And then there was the 16 furlough days we just went through. Government workers were furloughed alright but now they are going to get all their back pay. That is tantamount to extra paid vacation. How efficient can that be - driving up the overhead?

And then there was this recently completed study from the Bureau of Labor Statistics. Government workers are absent 50 percent more than private-sector workers. How efficient can that be?

Contractors have a profit motive whereas Government agencies do not. Contractors are more likely to push their employees a little more than Government supervisors and managers. Contractors are more likely we weed out poor performers more quickly than Governmental agencies. Finally, contractor employees are less likely to be represented by a bargaining unit than government workers, giving contractors more flexibility to "manage" their workforces than many Governmental agencies.

Insourcing decisions should not be made solely on the cost per hour for civilian employees versus contractor employees. One needs to also consider the staffing plans of both competitors.

Tuesday, October 29, 2013

NASA Wants Its Own Proposal Adequacy Checklist

Today, NASA published a proposed rule in the Federal Register which would require contractors (and prospective contractors) to complete and submit a proposal adequacy checklist along with its proposal whenever certified cost or pricing data is required. The proposed checklist is very similar to the DoD checklist which became effective last March and which we have already written about. The proposed NASA checklist has two fewer checklist items than DoD's checklist.

The objective of NASA's proposed rule, like DoD's before it, is to ensure that offerors submit thorough, accurate, and complete proposals. It is expected that by completing the checklist, offerors will be able to self-validate the adequacy of their proposals which will improve the quality of their initial proposal submissions. This, in turn, will reduce the need for contractors to rework their initial proposal submissions which will save the Government time and resources in performing the evaluation of the proposal.

The NASA checklist adds the following to Checklist Item #3: "If your organization is subject to Cost Accounting Standards (CAS), does the proposal identify the current status of your CAS Disclosure Statement". Otherwise, Item #3 reads the same in both the DoD and NASA versions.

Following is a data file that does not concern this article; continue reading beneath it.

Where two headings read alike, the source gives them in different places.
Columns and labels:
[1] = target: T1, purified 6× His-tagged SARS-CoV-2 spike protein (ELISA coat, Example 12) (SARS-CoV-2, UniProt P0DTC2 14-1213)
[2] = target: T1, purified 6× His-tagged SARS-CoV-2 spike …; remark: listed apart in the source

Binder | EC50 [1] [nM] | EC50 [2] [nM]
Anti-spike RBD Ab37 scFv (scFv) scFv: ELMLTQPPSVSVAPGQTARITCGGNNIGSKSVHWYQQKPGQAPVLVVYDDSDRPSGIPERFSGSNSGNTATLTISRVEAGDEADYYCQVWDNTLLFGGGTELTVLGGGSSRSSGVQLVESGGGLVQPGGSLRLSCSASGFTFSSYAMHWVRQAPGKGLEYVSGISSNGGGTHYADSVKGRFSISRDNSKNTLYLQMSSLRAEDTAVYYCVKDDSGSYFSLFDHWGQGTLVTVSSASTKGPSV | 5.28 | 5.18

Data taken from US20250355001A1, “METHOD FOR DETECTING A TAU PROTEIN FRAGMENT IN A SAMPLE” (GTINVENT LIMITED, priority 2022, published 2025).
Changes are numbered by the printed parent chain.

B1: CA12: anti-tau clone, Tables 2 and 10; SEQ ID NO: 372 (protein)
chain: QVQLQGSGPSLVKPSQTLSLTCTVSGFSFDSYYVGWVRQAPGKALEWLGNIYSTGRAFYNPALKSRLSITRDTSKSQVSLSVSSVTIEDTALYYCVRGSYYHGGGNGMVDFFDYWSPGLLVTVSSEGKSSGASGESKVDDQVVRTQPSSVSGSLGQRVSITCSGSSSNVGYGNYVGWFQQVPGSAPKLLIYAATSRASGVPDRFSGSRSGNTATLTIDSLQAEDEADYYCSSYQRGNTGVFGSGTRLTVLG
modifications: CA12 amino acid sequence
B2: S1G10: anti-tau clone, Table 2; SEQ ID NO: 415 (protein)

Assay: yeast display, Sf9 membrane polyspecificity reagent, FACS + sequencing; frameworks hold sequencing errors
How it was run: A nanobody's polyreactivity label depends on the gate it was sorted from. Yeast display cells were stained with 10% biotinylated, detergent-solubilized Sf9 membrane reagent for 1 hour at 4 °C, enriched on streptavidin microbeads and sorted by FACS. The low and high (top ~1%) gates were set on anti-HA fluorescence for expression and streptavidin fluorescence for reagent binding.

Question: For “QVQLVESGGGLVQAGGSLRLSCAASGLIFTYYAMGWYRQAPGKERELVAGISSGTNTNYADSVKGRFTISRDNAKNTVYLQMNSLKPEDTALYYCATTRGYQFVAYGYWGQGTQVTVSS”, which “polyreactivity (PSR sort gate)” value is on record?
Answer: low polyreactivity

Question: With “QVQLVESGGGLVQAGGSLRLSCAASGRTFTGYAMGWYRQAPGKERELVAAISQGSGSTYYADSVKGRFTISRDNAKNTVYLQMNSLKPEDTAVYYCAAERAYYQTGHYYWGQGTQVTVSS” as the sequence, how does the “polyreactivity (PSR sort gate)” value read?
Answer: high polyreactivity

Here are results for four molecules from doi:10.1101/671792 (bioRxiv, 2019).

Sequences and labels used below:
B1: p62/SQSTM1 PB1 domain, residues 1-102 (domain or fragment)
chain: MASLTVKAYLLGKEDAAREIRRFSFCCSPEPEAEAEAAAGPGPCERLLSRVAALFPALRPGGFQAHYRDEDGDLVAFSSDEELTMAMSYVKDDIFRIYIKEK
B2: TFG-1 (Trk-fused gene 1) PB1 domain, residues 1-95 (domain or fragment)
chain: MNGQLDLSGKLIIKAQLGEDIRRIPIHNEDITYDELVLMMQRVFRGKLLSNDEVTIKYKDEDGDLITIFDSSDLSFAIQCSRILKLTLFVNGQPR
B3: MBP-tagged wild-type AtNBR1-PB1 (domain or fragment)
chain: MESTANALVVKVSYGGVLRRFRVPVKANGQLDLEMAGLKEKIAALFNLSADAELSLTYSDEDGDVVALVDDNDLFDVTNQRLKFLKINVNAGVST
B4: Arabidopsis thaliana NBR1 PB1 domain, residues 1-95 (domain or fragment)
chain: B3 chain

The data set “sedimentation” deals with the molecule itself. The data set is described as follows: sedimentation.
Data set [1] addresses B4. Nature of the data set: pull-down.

The NASA checklist omits Items #15 and #19 in DoD's checklist. Item #15 reads:
Has the offeror identified in the proposal those subcontractor proposals, for which the contracting officer has initiated or may need to request field pricing analysis (DFARS 215.404-3)?

Perhaps the omission is because the requirement references a DoD FAR Supplement requirement or because that particular DFARS makes no such requirement as we reported here.

The other DoD Checklist item not found in NASA's proposed checklist is Item #19 which reads:
Does the proposal include a price analysis for all commercial items offered that are not available to the general public (FAR 15.408, Table 15-2, Section II, Paragraph A)?
There is a 60 day comment period that ends on December 27, 2013 should you care to comment.

Monday, October 28, 2013

Are Small Businesses Feeling Flush Yet?

The Defense Logistics Agency (DLA) announced last week that it had exceeded its goals for awarding contracts to small businesses last fiscal year. Its goal was to award 32 percent of eligible dollars to small businesses and when the final tally was in, they found out small business awards totaled 35 percent of eligible dollars. This was the first time since 2006 that the Agency exceeded its small business contracting goals.

What is "eligible dollars" you ask? Eligible dollars in this case exclude dollars spent overseas, Foreign Military Sales, and Ability One (services) contracts. Eligible dollars for DLA in fiscal year 2013 totaled a little more than $20 billion. Of that $20 billion, 7.1 billion went to small businesses.

$20 billion represents a small fraction of U.S. Government procurements but still, this represents a positive step. The products that DLA buys is conducive to small business participation and DLA acknowledges that it has an easier time meeting (or in this case, exceeding) its small business goals than say the Army, Navy, and Air Force with their big ticket weapons systems.

DLA attributed its success to several factors:

  • Make it easier for vendors to understand exactly what DLA wants to purchase
  • Improve communication with small businesses
  • Improve the website to help vendors find information easier
  • Increase outreach efforts

According to DLA, one of its biggest challenges in the current year is to find new sources of supply for products and services. DLA believes that more sources mean better competition and should also improve quality.

Friday, October 25, 2013

Paying for Development Costs

When it comes to paying for intellectual property under negotiated contracts, the Government always seems to want something for nothing. Businesses might spend years and years and millions of dollars to design, develop, and patent a certain product or process. The Government comes along and want to buy it, but only wants to pay the actual cost of manufacturing. Under most costing techniques, those development costs, might not be allowed.